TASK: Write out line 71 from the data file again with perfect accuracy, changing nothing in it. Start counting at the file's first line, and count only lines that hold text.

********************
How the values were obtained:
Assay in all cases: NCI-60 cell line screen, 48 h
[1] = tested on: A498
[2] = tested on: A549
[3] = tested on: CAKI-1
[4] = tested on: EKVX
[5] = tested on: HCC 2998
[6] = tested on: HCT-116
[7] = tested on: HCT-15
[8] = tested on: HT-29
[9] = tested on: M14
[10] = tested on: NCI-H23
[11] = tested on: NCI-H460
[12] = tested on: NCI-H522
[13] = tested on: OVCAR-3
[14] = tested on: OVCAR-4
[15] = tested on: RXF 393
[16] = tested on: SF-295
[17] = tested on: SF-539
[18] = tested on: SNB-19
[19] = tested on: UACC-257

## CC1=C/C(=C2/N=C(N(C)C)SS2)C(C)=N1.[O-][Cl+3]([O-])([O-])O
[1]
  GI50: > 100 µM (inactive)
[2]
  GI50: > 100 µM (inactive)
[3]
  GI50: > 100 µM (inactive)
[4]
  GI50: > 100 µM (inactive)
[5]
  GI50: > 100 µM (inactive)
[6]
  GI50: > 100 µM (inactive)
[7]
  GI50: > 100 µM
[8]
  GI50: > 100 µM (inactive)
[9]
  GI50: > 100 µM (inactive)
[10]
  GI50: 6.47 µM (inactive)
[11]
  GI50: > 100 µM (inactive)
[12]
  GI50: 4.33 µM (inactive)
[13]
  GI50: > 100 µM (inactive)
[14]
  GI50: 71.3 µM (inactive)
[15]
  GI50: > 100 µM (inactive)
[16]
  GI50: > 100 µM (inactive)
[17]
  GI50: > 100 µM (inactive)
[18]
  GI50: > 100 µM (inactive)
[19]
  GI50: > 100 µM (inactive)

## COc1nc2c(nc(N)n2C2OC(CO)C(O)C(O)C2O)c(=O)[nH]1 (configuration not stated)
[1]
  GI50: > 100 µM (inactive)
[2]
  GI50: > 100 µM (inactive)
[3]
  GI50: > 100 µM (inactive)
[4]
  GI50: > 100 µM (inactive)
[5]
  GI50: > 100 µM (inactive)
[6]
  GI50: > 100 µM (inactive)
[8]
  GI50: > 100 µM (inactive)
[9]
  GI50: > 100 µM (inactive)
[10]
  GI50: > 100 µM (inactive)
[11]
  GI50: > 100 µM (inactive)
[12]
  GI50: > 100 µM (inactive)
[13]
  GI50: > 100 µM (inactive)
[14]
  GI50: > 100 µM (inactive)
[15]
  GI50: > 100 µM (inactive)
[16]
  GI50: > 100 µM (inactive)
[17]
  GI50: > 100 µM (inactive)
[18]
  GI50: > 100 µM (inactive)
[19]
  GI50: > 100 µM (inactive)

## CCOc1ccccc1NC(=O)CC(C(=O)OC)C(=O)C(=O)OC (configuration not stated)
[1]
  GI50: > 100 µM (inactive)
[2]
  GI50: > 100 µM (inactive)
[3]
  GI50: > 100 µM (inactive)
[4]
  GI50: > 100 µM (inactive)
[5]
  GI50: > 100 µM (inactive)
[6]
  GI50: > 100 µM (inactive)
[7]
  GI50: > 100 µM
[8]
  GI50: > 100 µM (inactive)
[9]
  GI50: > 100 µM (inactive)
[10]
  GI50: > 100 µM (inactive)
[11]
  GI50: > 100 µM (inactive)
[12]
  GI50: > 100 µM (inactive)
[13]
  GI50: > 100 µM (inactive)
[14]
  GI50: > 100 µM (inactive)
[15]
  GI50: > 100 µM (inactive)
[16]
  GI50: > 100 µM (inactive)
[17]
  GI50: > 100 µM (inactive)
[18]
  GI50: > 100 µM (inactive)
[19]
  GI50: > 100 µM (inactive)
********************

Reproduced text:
  GI50: > 100 µM (inactive)